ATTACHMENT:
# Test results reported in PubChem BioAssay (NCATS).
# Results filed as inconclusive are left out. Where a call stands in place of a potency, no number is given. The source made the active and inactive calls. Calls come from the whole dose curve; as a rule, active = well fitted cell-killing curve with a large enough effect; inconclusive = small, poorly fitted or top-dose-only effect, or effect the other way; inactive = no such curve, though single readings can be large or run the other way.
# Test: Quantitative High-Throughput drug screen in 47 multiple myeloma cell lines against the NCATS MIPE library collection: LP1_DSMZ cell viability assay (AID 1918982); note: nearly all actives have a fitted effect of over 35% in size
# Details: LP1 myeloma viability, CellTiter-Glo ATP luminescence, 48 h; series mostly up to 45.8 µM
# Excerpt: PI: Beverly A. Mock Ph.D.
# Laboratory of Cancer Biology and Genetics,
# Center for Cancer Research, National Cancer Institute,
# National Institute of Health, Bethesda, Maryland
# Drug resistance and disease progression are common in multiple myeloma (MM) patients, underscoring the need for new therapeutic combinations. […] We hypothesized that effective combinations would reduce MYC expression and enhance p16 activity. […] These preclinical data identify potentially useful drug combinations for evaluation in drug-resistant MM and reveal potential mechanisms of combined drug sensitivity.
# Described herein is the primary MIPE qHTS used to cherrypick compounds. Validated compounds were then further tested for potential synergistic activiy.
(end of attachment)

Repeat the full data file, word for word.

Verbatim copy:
# Test results reported in PubChem BioAssay (NCATS).
# Results filed as inconclusive are left out. Where a call stands in place of a potency, no number is given. The source made the active and inactive calls. Calls come from the whole dose curve; as a rule, active = well fitted cell-killing curve with a large enough effect; inconclusive = small, poorly fitted or top-dose-only effect, or effect the other way; inactive = no such curve, though single readings can be large or run the other way.
# Test: Quantitative High-Throughput drug screen in 47 multiple myeloma cell lines against the NCATS MIPE library collection: LP1_DSMZ cell viability assay (AID 1918982); note: nearly all actives have a fitted effect of over 35% in size
# Details: LP1 myeloma viability, CellTiter-Glo ATP luminescence, 48 h; series mostly up to 45.8 µM
# Excerpt: PI: Beverly A. Mock Ph.D.
# Laboratory of Cancer Biology and Genetics,
# Center for Cancer Research, National Cancer Institute,
# National Institute of Health, Bethesda, Maryland
# Drug resistance and disease progression are common in multiple myeloma (MM) patients, underscoring the need for new therapeutic combinations. […] We hypothesized that effective combinations would reduce MYC expression and enhance p16 activity. […] These preclinical data identify potentially useful drug combinations for evaluation in drug-resistant MM and reveal potential mechanisms of combined drug sensitivity.
# Described herein is the primary MIPE qHTS used to cherrypick compounds. Validated compounds were then further tested for potential synergistic activiy.